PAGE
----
Leaf 790 xxx

9.10.09 Scented Geraniums

I love scented geraniums (pelargonium). Their sweetly spicy aroma makes me swoon and revives me all at once. (I wonder if this is why they were so popular with Victorian ladies?) There are so many different varieties—apple, lime, ginger, lemon, rose, frankincense—and they retain their smell all year long. The oil exuded by their leaves is said to repel mosquitoes and biting flies; it is also antibacterial and speeds the healing of cuts and burns. My friend Kenny wears it as his signature fragrance. A couple of drops on your pulse points and you smell great all day long. You can also use scented geraniums in cooking: to flavor sugar or simple syrups; to line the bottom of a cake pan before pouring in the batter; in vinegars and marinades; combined with lemon balm or mint for tea.
Porch 790 xxx
photo by george billard

9.7.09 Al Fresco

Our house is pretty tiny, so adding on a screened-in porch made a very dramatic impact on our lives--especially from May to October, when we practically live in this big outdoor room. It almost doubles the square-footage of our home and it's cool and comfortable and safe from May flies and mosquitoes. There are built-in banquettes big enough to lie down on (or even spend the night on), a hammock, a couple of outdoor pantries and a big table where we eat our meals. We can look over at our vegetable garden or out at the many birds that come to visit our trees and the feeders G has put up. We hear the mourning doves coo, watch the butterfly bush attract its lovely fans and see the bats swoop out in the evening. These are the simple, everyday pleasures of living in nature and they define our lives. What Thoreau called the divinity—the genius—of nature brings a calming rhythm and a real delight to our daily business.When was the last time you gave yourself the gift of some time in the great outdoors?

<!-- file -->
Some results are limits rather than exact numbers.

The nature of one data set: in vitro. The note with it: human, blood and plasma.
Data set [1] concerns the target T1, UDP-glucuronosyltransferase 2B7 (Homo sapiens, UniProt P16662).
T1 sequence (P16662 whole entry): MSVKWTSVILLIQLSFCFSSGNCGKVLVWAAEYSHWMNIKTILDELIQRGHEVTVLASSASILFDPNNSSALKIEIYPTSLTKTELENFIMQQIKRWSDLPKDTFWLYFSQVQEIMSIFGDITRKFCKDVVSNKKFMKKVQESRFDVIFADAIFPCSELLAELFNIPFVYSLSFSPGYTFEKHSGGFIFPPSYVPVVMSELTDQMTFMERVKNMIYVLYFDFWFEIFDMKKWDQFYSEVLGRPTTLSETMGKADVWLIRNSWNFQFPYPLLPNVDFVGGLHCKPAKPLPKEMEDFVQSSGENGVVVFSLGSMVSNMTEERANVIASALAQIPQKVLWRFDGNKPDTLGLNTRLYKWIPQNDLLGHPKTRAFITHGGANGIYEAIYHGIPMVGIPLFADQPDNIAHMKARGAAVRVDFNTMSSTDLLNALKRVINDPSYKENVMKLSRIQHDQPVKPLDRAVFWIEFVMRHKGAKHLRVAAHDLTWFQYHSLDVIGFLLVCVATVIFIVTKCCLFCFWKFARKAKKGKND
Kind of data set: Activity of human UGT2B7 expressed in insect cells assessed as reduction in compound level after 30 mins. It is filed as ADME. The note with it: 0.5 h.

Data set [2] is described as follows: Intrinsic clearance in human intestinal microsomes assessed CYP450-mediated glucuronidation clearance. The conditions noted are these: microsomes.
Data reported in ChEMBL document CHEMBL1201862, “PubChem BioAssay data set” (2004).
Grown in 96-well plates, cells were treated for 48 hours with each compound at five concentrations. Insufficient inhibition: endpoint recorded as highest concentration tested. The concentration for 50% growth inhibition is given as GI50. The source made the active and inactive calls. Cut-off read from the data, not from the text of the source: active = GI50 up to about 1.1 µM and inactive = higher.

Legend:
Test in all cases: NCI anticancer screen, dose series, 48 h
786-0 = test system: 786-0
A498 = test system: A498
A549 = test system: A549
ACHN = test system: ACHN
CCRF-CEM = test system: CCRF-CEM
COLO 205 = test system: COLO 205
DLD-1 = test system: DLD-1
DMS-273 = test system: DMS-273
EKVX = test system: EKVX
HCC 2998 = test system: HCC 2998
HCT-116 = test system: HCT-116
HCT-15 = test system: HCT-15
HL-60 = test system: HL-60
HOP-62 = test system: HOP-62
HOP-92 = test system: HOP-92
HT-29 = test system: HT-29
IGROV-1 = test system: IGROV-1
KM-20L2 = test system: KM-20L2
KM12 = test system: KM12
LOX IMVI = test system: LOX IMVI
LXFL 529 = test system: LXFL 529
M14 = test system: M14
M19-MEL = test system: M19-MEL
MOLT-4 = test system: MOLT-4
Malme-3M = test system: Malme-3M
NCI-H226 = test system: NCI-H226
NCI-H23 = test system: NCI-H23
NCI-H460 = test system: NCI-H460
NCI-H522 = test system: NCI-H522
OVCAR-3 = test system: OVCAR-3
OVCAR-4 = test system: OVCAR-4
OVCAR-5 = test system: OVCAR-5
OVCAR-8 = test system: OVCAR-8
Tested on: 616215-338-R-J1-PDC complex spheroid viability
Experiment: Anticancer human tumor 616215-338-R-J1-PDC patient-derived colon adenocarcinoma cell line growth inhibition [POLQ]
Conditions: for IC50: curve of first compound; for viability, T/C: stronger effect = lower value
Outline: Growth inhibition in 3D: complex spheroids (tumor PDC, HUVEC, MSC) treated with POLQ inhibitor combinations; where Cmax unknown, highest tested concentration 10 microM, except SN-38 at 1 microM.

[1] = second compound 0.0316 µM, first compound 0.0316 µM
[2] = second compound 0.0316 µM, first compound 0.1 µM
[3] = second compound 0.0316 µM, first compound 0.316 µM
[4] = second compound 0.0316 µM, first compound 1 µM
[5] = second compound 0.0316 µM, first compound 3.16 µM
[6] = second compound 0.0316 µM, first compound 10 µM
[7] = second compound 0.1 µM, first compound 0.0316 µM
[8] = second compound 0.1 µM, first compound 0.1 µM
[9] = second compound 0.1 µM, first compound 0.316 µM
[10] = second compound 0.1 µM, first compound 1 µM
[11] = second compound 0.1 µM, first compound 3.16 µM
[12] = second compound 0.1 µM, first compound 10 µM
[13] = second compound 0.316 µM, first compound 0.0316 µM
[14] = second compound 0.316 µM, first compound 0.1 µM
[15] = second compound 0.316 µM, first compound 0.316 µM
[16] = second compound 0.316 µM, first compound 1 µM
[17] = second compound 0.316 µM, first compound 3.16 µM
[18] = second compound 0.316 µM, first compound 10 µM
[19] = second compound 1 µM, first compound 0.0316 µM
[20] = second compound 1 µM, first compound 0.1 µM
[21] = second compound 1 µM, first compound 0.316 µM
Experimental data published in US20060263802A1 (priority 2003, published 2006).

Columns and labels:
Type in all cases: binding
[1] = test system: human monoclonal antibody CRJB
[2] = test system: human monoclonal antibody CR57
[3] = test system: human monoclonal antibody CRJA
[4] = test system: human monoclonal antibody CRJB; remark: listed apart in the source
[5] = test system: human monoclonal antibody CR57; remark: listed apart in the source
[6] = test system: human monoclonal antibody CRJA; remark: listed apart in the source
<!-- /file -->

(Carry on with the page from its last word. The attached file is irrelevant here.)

Eggplant 790 xxx

9.5.09 R.I.P. Sheila Lukins

Back in the 80s, I was among the many crazy for The Silver Palate cookbook. That carrot cake! The famed chicken Marbella! I loved how the book was larded with personal stories and little tidbits of miscellany  in the margins (marginalia?). I adore lists. The recipes seemed somehow both cosmopolitan and accessible, perfect for dinner parties in my starter apartment on East Broadway. When I read about author Sheila Lukins' untimely death from brain cancer recently, I was deeply saddened. And I immediately went out and got some eggplant, picked handfuls of fresh basil from the garden and made this dish—one that will remain forever in my repertoire. It's excellent with grilled lamb but since I don't really like lamb, I eat it with grilled fish or tomatoes with feta.